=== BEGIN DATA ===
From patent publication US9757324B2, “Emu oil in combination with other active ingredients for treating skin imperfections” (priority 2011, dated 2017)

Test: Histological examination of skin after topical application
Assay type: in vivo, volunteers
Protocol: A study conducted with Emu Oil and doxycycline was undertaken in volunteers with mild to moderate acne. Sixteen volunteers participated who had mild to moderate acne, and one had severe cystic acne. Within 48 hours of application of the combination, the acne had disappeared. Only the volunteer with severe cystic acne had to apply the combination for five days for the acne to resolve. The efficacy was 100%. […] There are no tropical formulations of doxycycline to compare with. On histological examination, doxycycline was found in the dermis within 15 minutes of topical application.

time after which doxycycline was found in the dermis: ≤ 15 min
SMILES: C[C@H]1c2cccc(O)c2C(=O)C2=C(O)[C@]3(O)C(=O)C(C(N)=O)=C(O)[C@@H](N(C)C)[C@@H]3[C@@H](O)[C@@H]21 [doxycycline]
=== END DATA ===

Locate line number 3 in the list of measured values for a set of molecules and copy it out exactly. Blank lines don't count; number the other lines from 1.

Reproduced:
Assay type: in vivo, volunteers